Well work picked up for a while so I haven’t had time to post any progress till now. In this post I will show what I had to do to get the Veritas Twin-Screw vise mounted. I originally was planning on using the Lie-Nielsen Twin-Screw vise but had to change when I realized the dog holes would interfere with the chain. The biggest issue with the change was that the instructions for the Veritas vise said you needed to have 1-1/2” of clearance from the bottom of the top for the receive...
I thought I would be done by now but between work and waiting on my end vise I haven’t got there yet. I have everything as far as I can go, with out the vise. So here is where it’s at. This is the jig I used to cut the tenon on the end of the top.Before After In this shot you can see how I was trying to get as much length out of the top as possible. Here I have the dado in the skirt before I cut the dove tails. I spent a lot of time thinking about the dove tail layo...
I thought I would post an update on the bench. It has taken me a while to get the top together because I didn’t want to have any mistakes. I’m pretty happy with the results even though I did end up with two issues with the dog holes because of over sight. The first thing I did was to get the pattern makers vise and a set of square dogs so I could get it laid out the way I needed it to be. Here are the pieces before I cut the square holes. This is my TS sled with the 3 deg...
I have undertaken my first solo project without having someone around watching that knows more about making stuff than me – the garage was empty except for me. My wife had requested, about 1 year ago, that I make this bench for the hallway leading to the laundry room that would be a place where we can sit, take off our shoes and have a place to store them. Since I was slow to act, she bought a wicker basket that shoes get thrown in. Finally, I started on this project over Labor day week...
I finally got done with the base. When I started I really didn’t know how this pecan wood turn out looking when it was finished. I really like it! All the worm holes and spalting really make it unique. I don’t think I would want to build a big piece of furniture out of it but as a workbench it’s great. Know that the base is done I’m really excited to move on to finishing the top. All the wedges are ready to go. Just before the finish goes on we made our mark....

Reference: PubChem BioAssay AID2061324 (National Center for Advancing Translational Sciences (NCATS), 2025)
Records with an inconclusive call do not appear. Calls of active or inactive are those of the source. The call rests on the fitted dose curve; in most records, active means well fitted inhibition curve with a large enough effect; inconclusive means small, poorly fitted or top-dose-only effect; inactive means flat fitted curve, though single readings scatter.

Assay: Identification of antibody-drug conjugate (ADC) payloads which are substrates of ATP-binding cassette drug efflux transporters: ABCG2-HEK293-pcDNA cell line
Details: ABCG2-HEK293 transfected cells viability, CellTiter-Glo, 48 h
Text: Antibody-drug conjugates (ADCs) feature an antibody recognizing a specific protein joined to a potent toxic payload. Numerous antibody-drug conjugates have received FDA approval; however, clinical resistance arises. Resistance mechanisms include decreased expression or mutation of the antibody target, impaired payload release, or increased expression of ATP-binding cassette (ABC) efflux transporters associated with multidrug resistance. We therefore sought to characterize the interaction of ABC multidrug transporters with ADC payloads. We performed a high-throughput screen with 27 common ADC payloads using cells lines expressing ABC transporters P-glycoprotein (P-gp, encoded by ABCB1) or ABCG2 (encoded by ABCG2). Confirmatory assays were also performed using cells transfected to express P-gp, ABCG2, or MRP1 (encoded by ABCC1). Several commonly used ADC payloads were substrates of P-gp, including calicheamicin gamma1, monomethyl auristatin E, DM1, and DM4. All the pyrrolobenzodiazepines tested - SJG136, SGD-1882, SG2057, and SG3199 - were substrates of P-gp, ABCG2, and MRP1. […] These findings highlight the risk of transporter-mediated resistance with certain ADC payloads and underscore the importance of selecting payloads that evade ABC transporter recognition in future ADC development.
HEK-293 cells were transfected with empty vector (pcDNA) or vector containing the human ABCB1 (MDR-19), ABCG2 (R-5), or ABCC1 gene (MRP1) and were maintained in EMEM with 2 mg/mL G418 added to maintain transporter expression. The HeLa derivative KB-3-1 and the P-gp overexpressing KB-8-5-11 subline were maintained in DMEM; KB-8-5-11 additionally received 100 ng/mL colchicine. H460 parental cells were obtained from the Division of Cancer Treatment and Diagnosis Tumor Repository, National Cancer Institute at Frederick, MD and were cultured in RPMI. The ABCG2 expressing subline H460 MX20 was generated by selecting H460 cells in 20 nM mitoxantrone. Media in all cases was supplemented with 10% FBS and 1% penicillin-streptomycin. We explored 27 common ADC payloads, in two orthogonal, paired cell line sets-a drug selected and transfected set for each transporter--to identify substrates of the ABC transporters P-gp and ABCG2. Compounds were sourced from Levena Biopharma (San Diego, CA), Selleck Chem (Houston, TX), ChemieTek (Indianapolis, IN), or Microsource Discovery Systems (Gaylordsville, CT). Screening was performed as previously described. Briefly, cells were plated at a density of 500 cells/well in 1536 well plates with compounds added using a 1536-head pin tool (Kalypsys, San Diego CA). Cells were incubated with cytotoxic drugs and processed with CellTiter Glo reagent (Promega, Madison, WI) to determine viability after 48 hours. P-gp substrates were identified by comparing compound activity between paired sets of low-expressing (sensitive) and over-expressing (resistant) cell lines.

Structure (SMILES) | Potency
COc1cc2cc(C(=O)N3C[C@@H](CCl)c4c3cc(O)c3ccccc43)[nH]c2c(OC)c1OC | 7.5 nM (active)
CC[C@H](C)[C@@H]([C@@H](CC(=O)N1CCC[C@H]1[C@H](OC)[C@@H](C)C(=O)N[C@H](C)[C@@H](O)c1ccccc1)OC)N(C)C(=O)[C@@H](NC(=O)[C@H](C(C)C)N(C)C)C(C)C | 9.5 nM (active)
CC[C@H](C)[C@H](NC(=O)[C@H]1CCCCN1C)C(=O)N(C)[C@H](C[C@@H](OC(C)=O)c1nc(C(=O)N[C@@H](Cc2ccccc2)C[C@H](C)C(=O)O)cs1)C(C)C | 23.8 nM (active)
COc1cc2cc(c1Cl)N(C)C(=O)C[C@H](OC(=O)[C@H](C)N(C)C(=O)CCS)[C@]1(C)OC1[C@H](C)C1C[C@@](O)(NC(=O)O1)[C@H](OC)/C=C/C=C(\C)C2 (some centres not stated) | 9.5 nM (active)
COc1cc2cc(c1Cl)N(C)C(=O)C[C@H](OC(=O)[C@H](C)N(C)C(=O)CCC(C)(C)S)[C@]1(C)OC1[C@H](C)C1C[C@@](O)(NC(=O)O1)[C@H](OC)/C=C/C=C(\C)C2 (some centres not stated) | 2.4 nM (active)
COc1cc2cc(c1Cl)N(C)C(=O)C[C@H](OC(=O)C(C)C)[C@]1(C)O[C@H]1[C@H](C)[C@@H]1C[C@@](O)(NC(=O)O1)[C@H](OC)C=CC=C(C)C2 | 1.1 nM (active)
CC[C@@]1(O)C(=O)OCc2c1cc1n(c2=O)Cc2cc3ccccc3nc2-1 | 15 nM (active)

I know I said it would be a while but I just can’t stay away. My wife says I am obsessed and she is getting jealous. I have got to get this thing done before she kicks me out! I had to work today and didn’t think I would get a chance to get to do anything in the shop but luckily I did. I fitted half of the tenons for the stretchers yesterday so I was really itching to finish. The first thing I did was hit the water stones. Man, that pecan is rough on your tools. I am going to have...
The other day I got a call from a buddy of mine named Von Hatcher. Von used to sell framing lumber back when I framed houses. Anyway, he said he went to work for Suawnee Lumber and that I should come check it out. I had some time Friday so I did. While I was there drooling over all that lumber, I got to talking to another customer there. It turned out he was a fellow lumber jock and was following this blog!! I thought that was really cool! Hopefully, my new buddy Ryan and I can get together a...
I can’t believe what I did. The picture says it all!....I was concentrating so hard on the thumb nail feet that I didn’t notice the tracking on the sander! When I was finished banging my head on the table saw I moved the sander to my shop cart. I guess, on the bright side I didn’t have the top milled to the final thickness. It will just have to end up about 1/8” thinner than planned because of my stupid rookie mistake.....The base is coming along though. I really like ...
I have just started and am already realizing that this is going to take a looong time. This is the first large project I have taken on that requires all the material to be milled. I usually use a good bit of plywood because the real stuff is so expensive. On top of that, when my buddy Anthony asked me what size I wanted I said “just make it all 5/4”. I quickly realized how dumb that was ‘cause now I have to glue three pieces together for all the leg assemblies instead of two...
From left to right-Orange wood – gnarly, twisted top end Oak – burly crotch wood,Mahogany – straight grainedPecan – (I think) wormy holedOak (again) – straight grained Any suggestions on cutting the oak trunk to manageable (12” bandsaw) size? I have a 14” electric chainsaw.
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